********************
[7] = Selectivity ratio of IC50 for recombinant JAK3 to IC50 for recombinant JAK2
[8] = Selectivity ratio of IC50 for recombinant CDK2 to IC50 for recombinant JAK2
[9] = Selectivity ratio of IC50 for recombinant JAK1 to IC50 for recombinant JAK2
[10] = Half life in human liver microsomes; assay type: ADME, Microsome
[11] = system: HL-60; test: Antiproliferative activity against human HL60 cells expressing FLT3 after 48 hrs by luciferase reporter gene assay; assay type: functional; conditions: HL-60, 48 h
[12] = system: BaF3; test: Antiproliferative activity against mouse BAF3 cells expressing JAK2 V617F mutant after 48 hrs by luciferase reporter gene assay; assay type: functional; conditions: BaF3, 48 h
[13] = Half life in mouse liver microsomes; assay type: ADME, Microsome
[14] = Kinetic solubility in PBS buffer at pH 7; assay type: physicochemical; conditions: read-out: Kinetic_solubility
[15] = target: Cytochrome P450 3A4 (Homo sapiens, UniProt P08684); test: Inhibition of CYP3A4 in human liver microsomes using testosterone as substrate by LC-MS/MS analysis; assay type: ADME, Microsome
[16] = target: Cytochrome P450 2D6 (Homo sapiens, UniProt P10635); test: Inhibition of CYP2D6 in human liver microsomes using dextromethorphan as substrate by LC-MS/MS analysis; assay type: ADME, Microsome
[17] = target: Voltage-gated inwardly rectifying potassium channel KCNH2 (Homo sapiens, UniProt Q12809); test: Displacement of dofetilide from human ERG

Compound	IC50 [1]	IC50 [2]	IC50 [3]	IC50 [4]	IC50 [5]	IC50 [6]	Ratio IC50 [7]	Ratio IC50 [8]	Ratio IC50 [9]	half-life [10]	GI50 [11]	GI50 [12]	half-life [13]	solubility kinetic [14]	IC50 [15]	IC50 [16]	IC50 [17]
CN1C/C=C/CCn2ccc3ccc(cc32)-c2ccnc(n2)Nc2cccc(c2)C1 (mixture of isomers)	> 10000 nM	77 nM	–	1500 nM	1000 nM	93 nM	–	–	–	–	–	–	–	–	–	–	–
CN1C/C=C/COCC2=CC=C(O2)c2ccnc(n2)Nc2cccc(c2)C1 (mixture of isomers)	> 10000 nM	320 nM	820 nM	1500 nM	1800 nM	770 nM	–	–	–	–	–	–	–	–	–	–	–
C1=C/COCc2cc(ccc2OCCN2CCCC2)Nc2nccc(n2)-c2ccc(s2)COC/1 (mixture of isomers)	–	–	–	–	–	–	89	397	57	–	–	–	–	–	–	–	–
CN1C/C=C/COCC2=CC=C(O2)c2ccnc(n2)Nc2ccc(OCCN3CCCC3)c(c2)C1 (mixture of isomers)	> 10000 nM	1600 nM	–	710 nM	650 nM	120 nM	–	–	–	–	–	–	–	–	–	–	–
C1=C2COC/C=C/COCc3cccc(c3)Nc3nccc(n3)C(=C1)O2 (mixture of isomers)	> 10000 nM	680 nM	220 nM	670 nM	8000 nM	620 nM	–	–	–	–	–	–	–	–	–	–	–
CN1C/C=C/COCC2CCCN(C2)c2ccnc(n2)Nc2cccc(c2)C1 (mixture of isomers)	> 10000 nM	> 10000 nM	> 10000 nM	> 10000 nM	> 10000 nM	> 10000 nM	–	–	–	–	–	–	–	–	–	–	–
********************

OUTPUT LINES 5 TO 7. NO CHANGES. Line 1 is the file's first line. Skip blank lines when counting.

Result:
[11] = system: HL-60; test: Antiproliferative activity against human HL60 cells expressing FLT3 after 48 hrs by luciferase reporter gene assay; assay type: functional; conditions: HL-60, 48 h
[12] = system: BaF3; test: Antiproliferative activity against mouse BAF3 cells expressing JAK2 V617F mutant after 48 hrs by luciferase reporter gene assay; assay type: functional; conditions: BaF3, 48 h
[13] = Half life in mouse liver microsomes; assay type: ADME, Microsome